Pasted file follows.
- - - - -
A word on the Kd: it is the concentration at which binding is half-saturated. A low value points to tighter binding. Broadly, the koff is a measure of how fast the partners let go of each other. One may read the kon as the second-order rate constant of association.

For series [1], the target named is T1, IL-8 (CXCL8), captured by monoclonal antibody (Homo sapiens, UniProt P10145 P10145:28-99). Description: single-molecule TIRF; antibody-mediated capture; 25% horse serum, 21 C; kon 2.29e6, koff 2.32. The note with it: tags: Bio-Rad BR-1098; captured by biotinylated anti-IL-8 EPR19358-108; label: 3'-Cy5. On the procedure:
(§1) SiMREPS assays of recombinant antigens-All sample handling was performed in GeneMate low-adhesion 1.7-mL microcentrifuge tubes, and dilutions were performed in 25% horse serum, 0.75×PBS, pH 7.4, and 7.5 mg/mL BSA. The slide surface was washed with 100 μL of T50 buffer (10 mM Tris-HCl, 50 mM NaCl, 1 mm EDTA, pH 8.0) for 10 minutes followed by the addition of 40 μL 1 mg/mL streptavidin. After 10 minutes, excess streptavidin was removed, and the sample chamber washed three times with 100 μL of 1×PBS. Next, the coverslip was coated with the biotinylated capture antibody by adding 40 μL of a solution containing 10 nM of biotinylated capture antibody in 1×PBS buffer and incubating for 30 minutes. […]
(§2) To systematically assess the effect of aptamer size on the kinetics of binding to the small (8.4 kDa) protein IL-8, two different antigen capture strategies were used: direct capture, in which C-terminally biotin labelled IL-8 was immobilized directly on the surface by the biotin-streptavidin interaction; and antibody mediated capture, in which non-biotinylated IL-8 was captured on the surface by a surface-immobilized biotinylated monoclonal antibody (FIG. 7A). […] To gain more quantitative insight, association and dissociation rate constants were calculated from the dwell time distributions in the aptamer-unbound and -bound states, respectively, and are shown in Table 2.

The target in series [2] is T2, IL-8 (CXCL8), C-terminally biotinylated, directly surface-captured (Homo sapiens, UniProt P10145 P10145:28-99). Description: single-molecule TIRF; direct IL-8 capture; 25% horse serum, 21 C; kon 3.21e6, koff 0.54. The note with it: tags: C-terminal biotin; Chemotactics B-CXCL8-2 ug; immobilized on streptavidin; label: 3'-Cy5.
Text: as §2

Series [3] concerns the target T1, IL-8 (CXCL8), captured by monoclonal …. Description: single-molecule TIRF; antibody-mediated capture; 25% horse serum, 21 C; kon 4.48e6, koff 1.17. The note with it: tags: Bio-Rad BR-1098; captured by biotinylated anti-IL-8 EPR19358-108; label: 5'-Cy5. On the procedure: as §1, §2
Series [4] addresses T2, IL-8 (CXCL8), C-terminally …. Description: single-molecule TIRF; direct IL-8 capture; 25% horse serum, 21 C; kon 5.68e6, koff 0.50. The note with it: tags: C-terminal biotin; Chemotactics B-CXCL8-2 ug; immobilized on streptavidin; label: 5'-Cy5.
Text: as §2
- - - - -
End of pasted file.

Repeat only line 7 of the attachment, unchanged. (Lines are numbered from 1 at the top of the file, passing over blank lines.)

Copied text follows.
Series [3] concerns the target T1, IL-8 (CXCL8), captured by monoclonal …. Description: single-molecule TIRF; antibody-mediated capture; 25% horse serum, 21 C; kon 4.48e6, koff 1.17. The note with it: tags: Bio-Rad BR-1098; captured by biotinylated anti-IL-8 EPR19358-108; label: 5'-Cy5. On the procedure: as §1, §2